[ lahyk-lee ]
/ ˈlaɪk li /
adjective, like·li·er, like·li·est.
probably or apparently destined (usually followed by an infinitive): something not likely to happen.
seeming like truth, fact, or certainty; reasonably to be believed or expected; believable: a likely story.
seeming to fulfill requirements or expectations; apparently suitable: a likely place for a restaurant.
showing promise of achievement or excellence; promising: a fine, likely young man.
probably: We will likely stay home this evening.
Likely in the senses “probably destined” and “probably” is often preceded by a qualifying word like very, more, or quite: The board is very likely to turn down the request. The new system will quite likely increase profits. However, despite statements to the contrary in some usage guides, likely in these senses is standard without such a qualifier in all varieties of English: It will likely be a bitter debate. The shipment will likely arrive on Thursday. See also apt, liable.
Dictionary.com Unabridged Based on the Random House Unabridged Dictionary, © Random House, Inc. 2019
British Dictionary definitions for likely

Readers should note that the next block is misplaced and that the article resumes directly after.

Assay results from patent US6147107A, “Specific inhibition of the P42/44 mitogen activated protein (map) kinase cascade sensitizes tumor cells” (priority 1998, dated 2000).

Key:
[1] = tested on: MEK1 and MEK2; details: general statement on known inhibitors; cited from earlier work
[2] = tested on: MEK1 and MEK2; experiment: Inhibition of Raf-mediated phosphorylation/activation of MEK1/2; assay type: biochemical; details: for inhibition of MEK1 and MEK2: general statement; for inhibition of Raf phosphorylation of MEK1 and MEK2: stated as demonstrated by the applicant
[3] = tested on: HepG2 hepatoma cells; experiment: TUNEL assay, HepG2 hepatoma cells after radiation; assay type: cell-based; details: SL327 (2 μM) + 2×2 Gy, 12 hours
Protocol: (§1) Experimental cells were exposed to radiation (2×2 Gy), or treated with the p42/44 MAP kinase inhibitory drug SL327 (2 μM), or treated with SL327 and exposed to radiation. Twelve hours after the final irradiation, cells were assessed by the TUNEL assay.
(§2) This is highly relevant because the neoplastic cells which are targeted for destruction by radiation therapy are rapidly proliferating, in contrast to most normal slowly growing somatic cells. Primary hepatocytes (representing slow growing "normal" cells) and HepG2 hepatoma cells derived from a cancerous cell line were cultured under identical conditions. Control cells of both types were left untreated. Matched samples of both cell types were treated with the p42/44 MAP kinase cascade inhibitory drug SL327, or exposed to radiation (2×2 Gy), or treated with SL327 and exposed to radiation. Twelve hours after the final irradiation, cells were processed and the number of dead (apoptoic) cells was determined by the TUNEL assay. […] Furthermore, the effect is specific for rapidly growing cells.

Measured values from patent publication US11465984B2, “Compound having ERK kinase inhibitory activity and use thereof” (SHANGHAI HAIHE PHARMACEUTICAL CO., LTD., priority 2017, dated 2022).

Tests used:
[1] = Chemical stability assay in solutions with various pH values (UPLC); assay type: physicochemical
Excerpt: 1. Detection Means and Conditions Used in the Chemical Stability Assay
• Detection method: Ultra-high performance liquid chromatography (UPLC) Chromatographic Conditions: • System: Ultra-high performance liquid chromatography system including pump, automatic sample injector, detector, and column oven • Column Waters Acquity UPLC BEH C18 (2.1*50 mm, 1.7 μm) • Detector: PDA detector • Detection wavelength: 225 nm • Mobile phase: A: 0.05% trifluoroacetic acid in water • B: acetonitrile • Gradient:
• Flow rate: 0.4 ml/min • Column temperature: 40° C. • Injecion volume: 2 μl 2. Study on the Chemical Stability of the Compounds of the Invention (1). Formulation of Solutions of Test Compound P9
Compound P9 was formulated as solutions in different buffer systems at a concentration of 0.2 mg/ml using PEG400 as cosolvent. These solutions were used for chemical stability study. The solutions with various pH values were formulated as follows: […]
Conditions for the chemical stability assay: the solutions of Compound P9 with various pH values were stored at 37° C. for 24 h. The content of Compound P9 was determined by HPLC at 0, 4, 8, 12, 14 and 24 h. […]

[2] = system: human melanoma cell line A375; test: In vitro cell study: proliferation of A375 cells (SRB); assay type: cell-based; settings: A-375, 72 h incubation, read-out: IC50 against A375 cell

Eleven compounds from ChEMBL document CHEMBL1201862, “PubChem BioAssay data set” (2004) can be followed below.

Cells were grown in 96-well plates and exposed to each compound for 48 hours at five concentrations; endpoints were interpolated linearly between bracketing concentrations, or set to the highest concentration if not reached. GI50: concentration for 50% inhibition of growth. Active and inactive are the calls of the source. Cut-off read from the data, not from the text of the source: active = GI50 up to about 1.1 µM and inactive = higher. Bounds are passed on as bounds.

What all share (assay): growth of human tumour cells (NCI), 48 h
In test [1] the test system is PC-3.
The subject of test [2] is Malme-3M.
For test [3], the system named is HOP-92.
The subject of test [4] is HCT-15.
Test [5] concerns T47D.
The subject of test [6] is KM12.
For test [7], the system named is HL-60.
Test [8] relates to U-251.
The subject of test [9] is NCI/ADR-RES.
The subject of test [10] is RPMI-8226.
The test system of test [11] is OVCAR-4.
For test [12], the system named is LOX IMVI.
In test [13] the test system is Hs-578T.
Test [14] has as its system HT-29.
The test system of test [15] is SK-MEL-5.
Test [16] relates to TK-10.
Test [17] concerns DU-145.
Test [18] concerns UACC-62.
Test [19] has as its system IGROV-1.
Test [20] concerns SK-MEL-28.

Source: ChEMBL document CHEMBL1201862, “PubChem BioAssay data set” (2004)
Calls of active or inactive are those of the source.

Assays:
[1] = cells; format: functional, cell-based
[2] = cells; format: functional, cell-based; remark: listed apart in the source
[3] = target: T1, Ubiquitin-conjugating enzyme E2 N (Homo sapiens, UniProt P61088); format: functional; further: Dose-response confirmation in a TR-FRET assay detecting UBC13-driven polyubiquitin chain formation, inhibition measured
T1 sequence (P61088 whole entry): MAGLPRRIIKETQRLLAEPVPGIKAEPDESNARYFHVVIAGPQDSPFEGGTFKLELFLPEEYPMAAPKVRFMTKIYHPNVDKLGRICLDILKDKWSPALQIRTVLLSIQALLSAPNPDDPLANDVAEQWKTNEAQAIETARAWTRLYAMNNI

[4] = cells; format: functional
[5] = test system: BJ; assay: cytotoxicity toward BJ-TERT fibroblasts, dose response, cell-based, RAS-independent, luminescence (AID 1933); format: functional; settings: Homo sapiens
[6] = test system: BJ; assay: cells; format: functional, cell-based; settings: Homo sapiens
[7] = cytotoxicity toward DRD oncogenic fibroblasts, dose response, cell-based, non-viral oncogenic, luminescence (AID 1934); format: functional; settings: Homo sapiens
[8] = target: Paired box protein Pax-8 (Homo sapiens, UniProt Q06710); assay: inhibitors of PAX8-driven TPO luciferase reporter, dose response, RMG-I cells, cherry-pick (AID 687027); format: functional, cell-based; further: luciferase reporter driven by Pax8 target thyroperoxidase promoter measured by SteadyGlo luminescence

/ (ˈlaɪklɪ) /
(usually foll by an infinitive) tending or inclined; aptlikely to rain
probablea likely result
believable or feasible; plausible
appropriate for a purpose or activity
having good possibilities of successa likely candidate
dialect, mainly US attractive, agreeable, or enjoyableher likely ways won her many friends
probably or presumably
as likely as not very probably
Word Origin for likely
C14: from Old Norse līkligr
Likely as an adverb is preceded by another, intensifying adverb, as in it will very likely rain or it will most likely rain. Its use without an intensifier, as in it will likely rain is regarded as unacceptable by most users of British English, though it is common in colloquial US English
Collins English Dictionary - Complete & Unabridged 2012 Digital Edition © William Collins Sons & Co. Ltd. 1979, 1986 © HarperCollins Publishers 1998, 2000, 2003, 2005, 2006, 2007, 2009, 2012